Latest Updates From PTI

March is National Nutrition Month – a good time for employers to engage employees in healthy eating education

Mar 20, 2017 | News

Media Contact: Barbara M. Fornasiero; EAFocus Communications; 248-260-8466;
Troy, Mich. —March 17, 2017—Practice Transformation Institute (PTI), a non-profit organization providing continuing medical education and customized learning programs that improve health outcomes and the individual care delivery experience, is noting that employers can play a role in healthy eating education this month, which is National Nutrition Month. The results can be healthier, happier and more productive employees and, ultimately, reduced health care costs for employers. PTI trainer Carla Irvin, RN, BSN, PCMH, CCE has written extensively on the topic.
“Busy employees can get healthier through employer education on good eating habits while also helping to create a culture of well-being,” Irvin said.
Irvin says there are some key education points employers can easily share via posters, webinars, and lunch and learns to help team members make informed food choices and develop good eating habits. She offers some quick tips:

    • Know the difference between a portion size and a serving size. A portion size is what you put on your plate. A serving size is the amount that is used to calculate the nutrients in our food; it’s what is on the food label.
    • Understand food labels. There is a lot of good information on food labels, such as serving size, calories, fat, cholesterol, sodium, carbohydrates, protein and the ever-important ingredient list. If you’re on a special diet, unsure of serving size or just want to know what you’re eating, take a look at that label. You’ll be a more informed consumer.

• Become familiar with MyPlate. The United States Department of Agriculture uses the image of a regular plate to recommend what a healthy diet would include. The plate is divided in half with four sections for fruits, vegetables, grains and proteins. Eating a variety of food isn’t difficult if we use this plate method as our guide. Get familiar with it and strive for that rainbow on your plate.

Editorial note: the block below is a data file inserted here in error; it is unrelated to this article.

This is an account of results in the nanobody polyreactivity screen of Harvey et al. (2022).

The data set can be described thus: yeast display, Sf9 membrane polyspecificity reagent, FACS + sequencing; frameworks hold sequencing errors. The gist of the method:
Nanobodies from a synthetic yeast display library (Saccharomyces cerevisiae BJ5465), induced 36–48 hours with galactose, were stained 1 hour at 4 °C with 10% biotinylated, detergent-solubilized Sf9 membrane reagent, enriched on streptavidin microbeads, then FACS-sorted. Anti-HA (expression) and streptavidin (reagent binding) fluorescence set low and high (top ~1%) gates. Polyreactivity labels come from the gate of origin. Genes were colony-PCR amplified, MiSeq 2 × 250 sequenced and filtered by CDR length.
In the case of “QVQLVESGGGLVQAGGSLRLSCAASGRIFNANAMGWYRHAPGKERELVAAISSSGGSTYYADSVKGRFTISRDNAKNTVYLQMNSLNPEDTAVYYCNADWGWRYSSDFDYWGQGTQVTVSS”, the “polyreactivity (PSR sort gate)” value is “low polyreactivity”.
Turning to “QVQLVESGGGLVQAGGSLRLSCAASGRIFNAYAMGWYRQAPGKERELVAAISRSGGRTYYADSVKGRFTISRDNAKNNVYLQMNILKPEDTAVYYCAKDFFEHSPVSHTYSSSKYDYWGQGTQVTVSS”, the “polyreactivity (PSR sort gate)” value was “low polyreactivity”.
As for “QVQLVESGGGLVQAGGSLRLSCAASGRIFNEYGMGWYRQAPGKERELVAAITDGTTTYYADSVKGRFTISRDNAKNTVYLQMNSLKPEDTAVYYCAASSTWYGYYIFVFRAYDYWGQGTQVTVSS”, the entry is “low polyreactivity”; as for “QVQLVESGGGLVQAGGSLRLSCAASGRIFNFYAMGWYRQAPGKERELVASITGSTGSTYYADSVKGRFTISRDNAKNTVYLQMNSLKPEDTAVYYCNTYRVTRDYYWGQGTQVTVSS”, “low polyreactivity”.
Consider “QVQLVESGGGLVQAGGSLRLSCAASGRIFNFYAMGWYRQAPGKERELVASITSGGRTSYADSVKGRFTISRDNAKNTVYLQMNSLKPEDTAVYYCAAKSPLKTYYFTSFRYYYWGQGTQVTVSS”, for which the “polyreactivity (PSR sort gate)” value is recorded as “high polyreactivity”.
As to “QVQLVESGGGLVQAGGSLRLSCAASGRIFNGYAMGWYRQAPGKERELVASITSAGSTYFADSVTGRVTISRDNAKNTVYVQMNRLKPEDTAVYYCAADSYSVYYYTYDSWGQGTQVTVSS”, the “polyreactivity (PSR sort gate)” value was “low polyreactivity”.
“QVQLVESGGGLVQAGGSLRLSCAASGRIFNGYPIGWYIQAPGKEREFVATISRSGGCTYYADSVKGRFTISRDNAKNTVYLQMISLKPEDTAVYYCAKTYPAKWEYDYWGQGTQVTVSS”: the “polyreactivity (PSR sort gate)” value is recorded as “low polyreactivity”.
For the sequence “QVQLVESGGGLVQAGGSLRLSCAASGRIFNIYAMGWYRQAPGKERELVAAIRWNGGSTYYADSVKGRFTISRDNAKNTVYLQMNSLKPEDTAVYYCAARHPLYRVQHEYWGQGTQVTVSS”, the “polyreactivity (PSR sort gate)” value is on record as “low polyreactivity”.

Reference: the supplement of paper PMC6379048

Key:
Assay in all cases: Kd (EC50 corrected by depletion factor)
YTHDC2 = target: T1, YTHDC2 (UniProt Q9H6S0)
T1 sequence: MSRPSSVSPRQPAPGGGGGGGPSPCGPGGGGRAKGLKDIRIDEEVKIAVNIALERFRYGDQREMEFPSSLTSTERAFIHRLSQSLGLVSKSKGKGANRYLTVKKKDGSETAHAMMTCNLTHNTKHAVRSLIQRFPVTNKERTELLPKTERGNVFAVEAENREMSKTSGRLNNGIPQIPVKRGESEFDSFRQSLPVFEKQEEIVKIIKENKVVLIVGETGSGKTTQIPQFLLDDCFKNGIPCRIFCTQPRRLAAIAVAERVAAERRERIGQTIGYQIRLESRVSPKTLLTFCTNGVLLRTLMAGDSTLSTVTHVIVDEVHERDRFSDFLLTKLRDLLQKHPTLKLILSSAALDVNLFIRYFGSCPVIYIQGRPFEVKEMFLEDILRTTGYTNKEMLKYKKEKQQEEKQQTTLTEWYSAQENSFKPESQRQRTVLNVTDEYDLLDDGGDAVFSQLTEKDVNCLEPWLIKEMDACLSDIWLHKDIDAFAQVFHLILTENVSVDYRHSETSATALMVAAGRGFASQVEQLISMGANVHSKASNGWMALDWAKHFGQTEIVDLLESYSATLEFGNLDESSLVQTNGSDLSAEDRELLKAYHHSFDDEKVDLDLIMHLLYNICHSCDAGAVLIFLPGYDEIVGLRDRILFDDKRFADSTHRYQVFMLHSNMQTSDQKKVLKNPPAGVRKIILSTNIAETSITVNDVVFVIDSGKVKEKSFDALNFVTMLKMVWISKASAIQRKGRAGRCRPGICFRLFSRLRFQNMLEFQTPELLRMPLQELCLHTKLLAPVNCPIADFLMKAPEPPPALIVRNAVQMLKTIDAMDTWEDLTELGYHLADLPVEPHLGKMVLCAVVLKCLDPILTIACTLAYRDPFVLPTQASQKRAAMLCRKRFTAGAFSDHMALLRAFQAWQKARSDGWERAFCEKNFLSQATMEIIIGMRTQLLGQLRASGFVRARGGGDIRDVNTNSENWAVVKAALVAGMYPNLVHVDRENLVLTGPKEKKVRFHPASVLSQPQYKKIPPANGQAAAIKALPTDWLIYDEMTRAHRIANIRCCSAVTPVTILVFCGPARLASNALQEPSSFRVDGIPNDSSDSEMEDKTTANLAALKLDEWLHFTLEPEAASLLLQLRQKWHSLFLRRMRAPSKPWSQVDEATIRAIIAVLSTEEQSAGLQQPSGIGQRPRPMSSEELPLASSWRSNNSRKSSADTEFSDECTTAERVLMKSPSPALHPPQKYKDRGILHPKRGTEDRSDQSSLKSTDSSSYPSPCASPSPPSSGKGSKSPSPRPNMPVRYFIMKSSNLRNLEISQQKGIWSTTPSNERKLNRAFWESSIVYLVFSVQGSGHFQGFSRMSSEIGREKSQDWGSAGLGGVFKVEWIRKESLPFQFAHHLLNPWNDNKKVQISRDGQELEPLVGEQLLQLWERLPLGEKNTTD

• Strive for healthy eating. Eat fresh. Mix up your diet for nutrients and taste. Choose your snacks wisely. Aim for meals three times a day and space those meals out at regular intervals. Never skip breakfast as it fuels your day after fasting all night. Limit pop and other sugary drinks. Watch that salt intake. Choose foods with good fats like nuts and olive oil. Eat whole grains like whole grain pasta, cereals, bread and brown rice.
• Learn more about processed foods. How do we separate the minimally processed from the heavily processed? That name gets a bad rep, but many items can be called ‘processed’ that are good for us. Have a read and be able to separate the good from the bad.
Irvin encourages employers to take special note of the physical and financial costs of an unhealthy work force, and notes that diabetes is a public health issue that can be addressed in a variety of forums, including the workplace.
“For people who are specifically at-risk for Type 2 diabetes, there is an urgent need to start eating healthier and increasing physical activity; employers can help by bringing certified diabetes prevention programs into the workplace,” Irvin said, adding that employees with diabetes incur an estimated additional $10,000 in annual health care costs due to diabetes-related co-morbidities such as hypertension, high cholesterol, obesity and retinal eye disease.
The National Diabetes Prevention Program, for example, was developed at the Centers for Disease Control (CDC) and is a lifestyle change-focused year-long program for adults with a high risk for Type 2 diabetes. Participants learn how to include healthy eating and physical activity into their daily lives. The program consists of 16 sessions of core learning followed by six sessions for the last six months to reinforce and build on content. PTI has lifestyle coaches who can bring this program to employers and community organizations. For information about this and other employer programs offered by PTI, please contact Carla Irvin at 248.310.8476 or